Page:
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Agronomy Journal Abstract -

Soybean Biomass Accumulation and Leaf Area Index in Early-Season Production Environments


This article in AJ

  1. Vol. 84 No. 6, p. 956-959
    Received: Sept 23, 1991

    * Corresponding author(s):
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  1. B. R. Savoy ,
  2. J. T. Cothren and
  3. C. R. Shumway
  1. College of Agric., Arkansas State Univ., State Univ., AR 72467



Some indeterminate soybean [Glycine max (L.) Merr.] cultivars are adaptable to early plantings in the southern USA (<35°N lat). The purpose of this study was to determine the effects of inter-row spacing and soil moisture level on dry matter accumulation, leaf area index, and plant height of an early-planted indeterminate soybean in southcentral Texas. Soybean (‘Williams 82’, Maturity Group III) was planted in mid-April in 1988 and 1989 near College Station, TX (30° 32'N lat). Harvest maturity occurred in late August. Soil moisture levels were irrigation and no irrigation; inter-row spacings were 0.36 and 1.02 m. Soil moisture level treatments did not affect any of the measured dry matter or leaf area traits. Reproductive (pod and seed) dry matter production was greater in 0.36-m rows near physiological maturity in both years. Total dry matter accumulation in 0.36-m rows was greater than in 1.02-m rows in 1988, but not in 1989. Leaflet, stem, and petiole dry matter accumulation was similar across soil moisture Levels and inter-row spacings. Maximum leaf area index was greater in 0.36-m rows than in 1.02-m rows in 1988, but not in 1989. Narrow rows had greater radiation use efficiencies (0.48 g MJ−1 in 1988, 0.42 g MJ−1 in 1989) than wide rows (0.35 g MJ−1 in 1988, 0.37 g MJ−1 in 1989). Mean plant height was greater in 1.02-m rows than in 0.36-m rows in 1989, but not in 1988. Adequate levels of dry matter accumulation, leaf area production, and plant height were obtained using an adaptable indeterminate soybean in an early-planted, early-maturing production environment in south-central Texas.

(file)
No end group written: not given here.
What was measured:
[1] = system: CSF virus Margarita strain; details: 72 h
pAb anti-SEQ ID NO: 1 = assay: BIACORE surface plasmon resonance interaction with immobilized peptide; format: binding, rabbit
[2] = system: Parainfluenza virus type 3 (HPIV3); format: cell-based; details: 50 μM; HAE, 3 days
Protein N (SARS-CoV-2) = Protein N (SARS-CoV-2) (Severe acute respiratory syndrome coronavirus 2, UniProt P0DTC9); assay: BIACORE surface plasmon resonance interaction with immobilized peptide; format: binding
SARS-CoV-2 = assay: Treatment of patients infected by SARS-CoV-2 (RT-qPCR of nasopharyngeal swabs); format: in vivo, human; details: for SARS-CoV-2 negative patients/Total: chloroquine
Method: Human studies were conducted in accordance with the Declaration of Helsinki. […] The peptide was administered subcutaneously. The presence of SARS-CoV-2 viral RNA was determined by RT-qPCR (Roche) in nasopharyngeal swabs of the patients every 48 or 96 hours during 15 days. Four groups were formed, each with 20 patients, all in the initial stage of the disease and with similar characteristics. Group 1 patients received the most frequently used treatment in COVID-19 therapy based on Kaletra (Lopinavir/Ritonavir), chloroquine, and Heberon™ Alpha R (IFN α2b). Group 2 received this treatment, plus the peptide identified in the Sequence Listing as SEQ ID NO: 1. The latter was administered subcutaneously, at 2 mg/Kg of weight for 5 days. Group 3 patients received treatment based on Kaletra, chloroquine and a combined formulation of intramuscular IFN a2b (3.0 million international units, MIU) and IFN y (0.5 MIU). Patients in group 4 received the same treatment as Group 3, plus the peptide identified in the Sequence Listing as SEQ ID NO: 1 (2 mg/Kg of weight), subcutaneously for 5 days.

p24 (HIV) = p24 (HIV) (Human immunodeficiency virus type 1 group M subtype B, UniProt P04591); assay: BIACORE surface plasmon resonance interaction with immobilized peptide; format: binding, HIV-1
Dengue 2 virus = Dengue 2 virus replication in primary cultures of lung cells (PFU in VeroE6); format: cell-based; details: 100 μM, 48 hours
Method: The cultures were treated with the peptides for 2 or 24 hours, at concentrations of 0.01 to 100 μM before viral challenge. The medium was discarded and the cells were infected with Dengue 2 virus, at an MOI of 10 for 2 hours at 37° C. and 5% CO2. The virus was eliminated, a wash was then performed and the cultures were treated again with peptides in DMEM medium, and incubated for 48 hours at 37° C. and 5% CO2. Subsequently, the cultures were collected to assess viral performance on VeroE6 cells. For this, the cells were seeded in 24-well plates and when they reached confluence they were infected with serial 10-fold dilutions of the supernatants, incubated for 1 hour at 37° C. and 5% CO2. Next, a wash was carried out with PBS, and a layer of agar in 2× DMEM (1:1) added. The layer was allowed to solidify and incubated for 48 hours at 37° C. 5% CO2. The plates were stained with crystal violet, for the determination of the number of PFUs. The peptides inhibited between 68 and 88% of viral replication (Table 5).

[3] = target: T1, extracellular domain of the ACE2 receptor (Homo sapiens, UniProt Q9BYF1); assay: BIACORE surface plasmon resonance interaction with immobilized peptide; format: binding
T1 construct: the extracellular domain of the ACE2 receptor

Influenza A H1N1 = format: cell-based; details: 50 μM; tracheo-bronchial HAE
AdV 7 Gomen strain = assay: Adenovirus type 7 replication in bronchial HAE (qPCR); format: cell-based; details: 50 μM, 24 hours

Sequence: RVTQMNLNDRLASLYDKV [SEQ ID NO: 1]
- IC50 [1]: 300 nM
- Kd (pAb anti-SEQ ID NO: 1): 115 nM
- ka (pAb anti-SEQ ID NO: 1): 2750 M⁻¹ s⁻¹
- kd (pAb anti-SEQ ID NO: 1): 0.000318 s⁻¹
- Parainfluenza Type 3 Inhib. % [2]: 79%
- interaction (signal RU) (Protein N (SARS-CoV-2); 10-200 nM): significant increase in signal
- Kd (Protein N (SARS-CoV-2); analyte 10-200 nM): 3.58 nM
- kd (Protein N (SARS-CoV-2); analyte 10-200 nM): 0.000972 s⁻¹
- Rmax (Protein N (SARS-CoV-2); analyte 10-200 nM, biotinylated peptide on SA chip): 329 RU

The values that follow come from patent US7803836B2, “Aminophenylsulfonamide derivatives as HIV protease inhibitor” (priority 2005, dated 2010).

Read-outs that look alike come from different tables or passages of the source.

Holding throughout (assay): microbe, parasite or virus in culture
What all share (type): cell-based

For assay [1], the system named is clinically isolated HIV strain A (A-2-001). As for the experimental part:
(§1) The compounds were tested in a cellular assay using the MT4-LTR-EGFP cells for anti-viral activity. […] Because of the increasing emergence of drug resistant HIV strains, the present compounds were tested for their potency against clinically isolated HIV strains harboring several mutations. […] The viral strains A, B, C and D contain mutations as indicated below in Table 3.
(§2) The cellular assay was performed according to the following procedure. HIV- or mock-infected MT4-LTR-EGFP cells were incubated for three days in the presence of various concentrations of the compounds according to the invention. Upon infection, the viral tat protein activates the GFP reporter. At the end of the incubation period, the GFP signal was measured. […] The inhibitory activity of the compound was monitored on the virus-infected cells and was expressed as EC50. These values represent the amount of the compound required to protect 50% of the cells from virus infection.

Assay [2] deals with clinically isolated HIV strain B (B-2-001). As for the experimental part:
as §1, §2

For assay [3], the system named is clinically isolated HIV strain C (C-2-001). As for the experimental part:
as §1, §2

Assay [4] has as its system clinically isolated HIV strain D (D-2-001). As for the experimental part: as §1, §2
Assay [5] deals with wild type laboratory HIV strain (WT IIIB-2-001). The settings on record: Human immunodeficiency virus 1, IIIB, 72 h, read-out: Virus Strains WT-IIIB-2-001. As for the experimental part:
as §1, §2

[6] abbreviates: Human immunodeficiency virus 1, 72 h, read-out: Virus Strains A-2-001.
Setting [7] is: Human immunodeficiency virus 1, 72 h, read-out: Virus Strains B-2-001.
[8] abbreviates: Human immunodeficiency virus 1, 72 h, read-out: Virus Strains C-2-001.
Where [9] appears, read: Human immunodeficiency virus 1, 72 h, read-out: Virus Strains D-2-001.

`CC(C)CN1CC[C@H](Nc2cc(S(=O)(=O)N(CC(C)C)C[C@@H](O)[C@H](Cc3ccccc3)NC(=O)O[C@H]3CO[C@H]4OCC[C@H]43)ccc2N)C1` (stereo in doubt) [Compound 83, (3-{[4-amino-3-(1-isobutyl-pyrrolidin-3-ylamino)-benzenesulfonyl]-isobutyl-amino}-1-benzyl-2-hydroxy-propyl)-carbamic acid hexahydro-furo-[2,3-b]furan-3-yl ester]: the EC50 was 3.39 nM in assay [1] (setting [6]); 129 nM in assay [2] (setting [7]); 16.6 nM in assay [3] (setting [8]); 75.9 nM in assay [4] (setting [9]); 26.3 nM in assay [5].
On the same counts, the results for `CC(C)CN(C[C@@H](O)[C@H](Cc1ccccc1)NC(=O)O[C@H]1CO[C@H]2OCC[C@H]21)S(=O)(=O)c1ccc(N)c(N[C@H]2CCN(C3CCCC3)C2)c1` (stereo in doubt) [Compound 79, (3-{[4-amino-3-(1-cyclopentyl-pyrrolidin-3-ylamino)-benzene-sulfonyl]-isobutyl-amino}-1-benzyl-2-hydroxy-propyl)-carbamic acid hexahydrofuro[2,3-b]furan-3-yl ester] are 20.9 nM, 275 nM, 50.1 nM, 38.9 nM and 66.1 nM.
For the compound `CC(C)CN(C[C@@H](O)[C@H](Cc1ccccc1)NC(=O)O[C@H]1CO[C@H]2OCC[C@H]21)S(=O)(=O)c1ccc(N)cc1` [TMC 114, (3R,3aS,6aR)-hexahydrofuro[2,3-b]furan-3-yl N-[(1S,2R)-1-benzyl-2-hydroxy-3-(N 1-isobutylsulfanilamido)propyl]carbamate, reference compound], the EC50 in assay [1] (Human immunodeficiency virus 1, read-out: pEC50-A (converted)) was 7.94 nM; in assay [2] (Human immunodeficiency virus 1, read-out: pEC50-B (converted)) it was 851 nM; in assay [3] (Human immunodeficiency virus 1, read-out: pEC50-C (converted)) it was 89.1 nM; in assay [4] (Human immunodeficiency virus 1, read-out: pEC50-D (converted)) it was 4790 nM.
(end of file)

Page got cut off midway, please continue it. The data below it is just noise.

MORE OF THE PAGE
Contribution of the Dep. of Soil and Crop Sciences, Texas A&M Univ. and the Texas Agric. Exp. Stn. Technical Article no. 30 111.

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